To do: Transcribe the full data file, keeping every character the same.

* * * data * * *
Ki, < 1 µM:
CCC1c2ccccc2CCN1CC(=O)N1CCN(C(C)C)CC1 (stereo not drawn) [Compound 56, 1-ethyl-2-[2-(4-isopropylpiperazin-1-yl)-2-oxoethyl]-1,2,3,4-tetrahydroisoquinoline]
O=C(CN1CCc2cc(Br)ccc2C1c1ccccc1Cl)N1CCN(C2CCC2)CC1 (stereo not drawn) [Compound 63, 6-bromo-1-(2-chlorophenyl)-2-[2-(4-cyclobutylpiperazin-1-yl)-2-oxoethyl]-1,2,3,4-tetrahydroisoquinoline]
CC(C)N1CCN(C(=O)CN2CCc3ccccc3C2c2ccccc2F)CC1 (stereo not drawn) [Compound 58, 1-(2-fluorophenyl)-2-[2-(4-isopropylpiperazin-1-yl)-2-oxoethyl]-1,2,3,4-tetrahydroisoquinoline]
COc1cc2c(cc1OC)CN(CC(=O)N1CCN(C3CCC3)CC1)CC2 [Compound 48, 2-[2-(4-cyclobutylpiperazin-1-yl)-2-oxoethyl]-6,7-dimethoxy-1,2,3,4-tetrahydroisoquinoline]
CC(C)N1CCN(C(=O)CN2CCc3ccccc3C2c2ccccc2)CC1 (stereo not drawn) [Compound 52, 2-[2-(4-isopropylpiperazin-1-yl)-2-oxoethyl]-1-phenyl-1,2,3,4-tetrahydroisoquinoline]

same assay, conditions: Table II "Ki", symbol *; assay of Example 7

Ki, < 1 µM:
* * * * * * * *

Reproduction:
Ki, < 1 µM:
CCC1c2ccccc2CCN1CC(=O)N1CCN(C(C)C)CC1 (stereo not drawn) [Compound 56, 1-ethyl-2-[2-(4-isopropylpiperazin-1-yl)-2-oxoethyl]-1,2,3,4-tetrahydroisoquinoline]
O=C(CN1CCc2cc(Br)ccc2C1c1ccccc1Cl)N1CCN(C2CCC2)CC1 (stereo not drawn) [Compound 63, 6-bromo-1-(2-chlorophenyl)-2-[2-(4-cyclobutylpiperazin-1-yl)-2-oxoethyl]-1,2,3,4-tetrahydroisoquinoline]
CC(C)N1CCN(C(=O)CN2CCc3ccccc3C2c2ccccc2F)CC1 (stereo not drawn) [Compound 58, 1-(2-fluorophenyl)-2-[2-(4-isopropylpiperazin-1-yl)-2-oxoethyl]-1,2,3,4-tetrahydroisoquinoline]
COc1cc2c(cc1OC)CN(CC(=O)N1CCN(C3CCC3)CC1)CC2 [Compound 48, 2-[2-(4-cyclobutylpiperazin-1-yl)-2-oxoethyl]-6,7-dimethoxy-1,2,3,4-tetrahydroisoquinoline]
CC(C)N1CCN(C(=O)CN2CCc3ccccc3C2c2ccccc2)CC1 (stereo not drawn) [Compound 52, 2-[2-(4-isopropylpiperazin-1-yl)-2-oxoethyl]-1-phenyl-1,2,3,4-tetrahydroisoquinoline]

same assay, conditions: Table II "Ki", symbol *; assay of Example 7

Ki, < 1 µM: